The main goal of early disease detection is simple, but extremely important. A program of primary cancer prevention aims to protect individuals from the disease by eliminating risk factors such as smoking, obesity or environmental toxins. Meanwhile, an early detection process, also called secondary prevention, is designed to discover and cure diseases at asymptomatic, subclinical stages (1). As a secondary prevention tool, lung computed tomography (CT) screening has been proved a significant asset for decreasing cancer mortality in the United States and it is being used in many other countries (2).
During the last decade, increased availability of low-dose CT (LDCT) has facilitated interest in lung cancer screening worldwide (3). Many regions in the world, including Latin America, are shifting the epidemiology scenario from infectious diseases to chronic conditions, turning cancer their number one population killer.
The proportion of new cancer cases diagnosed in less developed countries, including some countries in Latin America, is projected to increase to more than 60% of the world total during this decade. This is especially due to the increasing trends in cancer rates and expected increases in life expectancy (4-6).
Nevertheless, some of these countries still face health problems with infectious lung diseases. Despite advances in diagnosis, prevention methods and greater understanding of treatment failure reasons, tuberculosis (TB) remains common throughout Latin America (7).
These unique characteristics of Latin America patients certainly affect the diagnostic evaluation of pulmonary nodules. However, the great majority of the studies on screening for lung cancer are from countries where the incidence of TB is minimal, with less than ten cases per hundred thousand inhabitants (8,9).
The aim of this article is to give a perspective on how to perform lung cancer screening in places with high incidence of granulomatous diseases (GDs).
GD (TB) in Brazil
Regarding the improvements in diagnosis and treatments, TB remains one of the major health problems to be faced in Brazil and worldwide. According to the World Health Organization (WHO), Brazil is among the 30 countries of the world with the worst situation of TB and TB/human immunodeficiency virus (HIV) cases. In 2015, more than 81,000 TB cases were notified, resulting in an incidence rate of 41 per 100,000 inhabitants. Additionally, the underreporting rate is estimated to be 13%.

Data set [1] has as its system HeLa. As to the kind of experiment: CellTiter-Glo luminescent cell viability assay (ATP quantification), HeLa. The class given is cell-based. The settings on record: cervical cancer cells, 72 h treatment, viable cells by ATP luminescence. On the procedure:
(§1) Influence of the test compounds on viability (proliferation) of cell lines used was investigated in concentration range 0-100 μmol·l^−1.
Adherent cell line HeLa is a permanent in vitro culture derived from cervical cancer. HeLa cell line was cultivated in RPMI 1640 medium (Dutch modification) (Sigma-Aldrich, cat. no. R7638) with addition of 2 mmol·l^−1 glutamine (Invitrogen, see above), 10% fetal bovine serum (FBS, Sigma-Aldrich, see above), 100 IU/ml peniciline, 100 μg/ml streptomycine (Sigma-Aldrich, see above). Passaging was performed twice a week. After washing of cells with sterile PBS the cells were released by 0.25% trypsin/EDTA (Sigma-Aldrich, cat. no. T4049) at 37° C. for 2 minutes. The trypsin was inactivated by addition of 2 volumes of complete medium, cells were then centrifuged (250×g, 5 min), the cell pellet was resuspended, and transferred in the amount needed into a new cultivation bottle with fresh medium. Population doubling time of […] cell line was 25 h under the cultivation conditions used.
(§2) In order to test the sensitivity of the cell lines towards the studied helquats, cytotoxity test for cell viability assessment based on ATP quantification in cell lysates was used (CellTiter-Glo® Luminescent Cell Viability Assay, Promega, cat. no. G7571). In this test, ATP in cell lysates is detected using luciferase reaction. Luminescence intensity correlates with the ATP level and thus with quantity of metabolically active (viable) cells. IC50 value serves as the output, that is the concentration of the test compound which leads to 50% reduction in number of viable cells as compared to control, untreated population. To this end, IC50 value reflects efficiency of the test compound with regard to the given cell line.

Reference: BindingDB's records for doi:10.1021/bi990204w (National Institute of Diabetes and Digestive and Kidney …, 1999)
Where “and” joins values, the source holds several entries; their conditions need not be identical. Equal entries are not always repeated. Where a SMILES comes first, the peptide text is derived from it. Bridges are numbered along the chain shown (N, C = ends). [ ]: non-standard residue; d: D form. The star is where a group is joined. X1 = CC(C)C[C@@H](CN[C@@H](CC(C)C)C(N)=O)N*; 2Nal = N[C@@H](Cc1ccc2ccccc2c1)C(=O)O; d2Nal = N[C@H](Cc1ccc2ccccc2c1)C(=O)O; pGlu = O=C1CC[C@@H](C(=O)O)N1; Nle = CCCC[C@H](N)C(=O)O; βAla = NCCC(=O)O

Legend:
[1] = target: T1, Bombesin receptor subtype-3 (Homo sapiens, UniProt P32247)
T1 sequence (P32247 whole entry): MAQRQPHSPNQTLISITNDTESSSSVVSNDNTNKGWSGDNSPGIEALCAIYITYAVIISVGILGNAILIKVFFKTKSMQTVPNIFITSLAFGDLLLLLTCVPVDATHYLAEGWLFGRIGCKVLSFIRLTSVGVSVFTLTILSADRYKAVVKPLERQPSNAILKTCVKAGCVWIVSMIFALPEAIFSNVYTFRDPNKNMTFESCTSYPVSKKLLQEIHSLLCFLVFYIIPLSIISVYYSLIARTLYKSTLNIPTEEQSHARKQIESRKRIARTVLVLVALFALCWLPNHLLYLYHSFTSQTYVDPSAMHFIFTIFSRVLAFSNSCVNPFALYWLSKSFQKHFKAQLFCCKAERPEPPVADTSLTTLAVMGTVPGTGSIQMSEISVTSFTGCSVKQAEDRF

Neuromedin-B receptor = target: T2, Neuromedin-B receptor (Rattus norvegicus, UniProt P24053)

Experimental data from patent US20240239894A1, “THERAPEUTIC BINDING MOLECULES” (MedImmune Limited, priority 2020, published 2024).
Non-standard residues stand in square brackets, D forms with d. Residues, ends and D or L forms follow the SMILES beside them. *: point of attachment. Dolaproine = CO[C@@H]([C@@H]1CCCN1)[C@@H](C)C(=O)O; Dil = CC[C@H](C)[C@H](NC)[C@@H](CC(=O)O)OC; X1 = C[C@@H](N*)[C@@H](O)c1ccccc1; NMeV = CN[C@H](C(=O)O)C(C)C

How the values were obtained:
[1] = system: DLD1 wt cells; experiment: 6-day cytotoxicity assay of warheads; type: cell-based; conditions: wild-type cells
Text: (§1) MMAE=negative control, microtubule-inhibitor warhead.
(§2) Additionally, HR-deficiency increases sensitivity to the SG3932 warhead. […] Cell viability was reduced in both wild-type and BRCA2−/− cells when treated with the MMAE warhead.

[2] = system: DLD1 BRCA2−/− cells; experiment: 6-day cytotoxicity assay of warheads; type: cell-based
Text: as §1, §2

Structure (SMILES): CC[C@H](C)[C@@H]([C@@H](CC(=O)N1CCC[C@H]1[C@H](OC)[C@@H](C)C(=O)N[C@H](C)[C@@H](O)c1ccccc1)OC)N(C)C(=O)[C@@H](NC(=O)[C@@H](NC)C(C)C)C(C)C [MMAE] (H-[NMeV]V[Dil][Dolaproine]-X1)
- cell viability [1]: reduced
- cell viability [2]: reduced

TB is caused by lung contamination with small aerobic non-motile bacillus which are transmitted by 1–5 µm diameter droplets, but not all individuals exposed to TB will get infected. In approximately 90% contaminated individuals, the infection only presents at subclinical level, or becoming a latent infection. These individuals are asymptomatic and noncontagious, but they could present radiographic signs of stable fibronodular changes, such as nodular opacities in the apical and upper lung zones, partially calcified granulomas or enlarged mediastinal lymph nodes (10,11).
However, the findings of previous TB infection are extremely variable and can mimic several other infectious or inflammatory diseases, with local or diffuse pattern. Currently, two major frameworks exist around the discussion of the role of the granuloma in TB pathogenesis and treatment. The granuloma is either considered a critical component of the protective cellular immune response, serving a vital role in pathogen containment, or is considered detrimental, contributing to the clinical manifestations of active TB disease and persistence of Mycobacterium tuberculosis (Mtb) (12).
The aspect of the primary complex in early stages is exactly the same as that of the indeterminate pulmonary nodule (13). In regions with a high prevalence of histoplasmosis, such as the “histoplasma belt”, the occurrence of the pulmonary nodule may also increase the rate of “positive” findings during a screening program.
The multidisciplinary team trained in such regions is generally able to differentiate such nodules from those with greater suspicion, especially when analyzing the set of CT findings associated with the pulmonary nodule under analysis.
The local guidelines for the diagnosis of TB include the investigation of individuals with history of suggestive symptoms, positive epidemiology (including those exposed to the bacillus in the family environment) or vulnerable populations such as imprisoned people or HIV patients (14).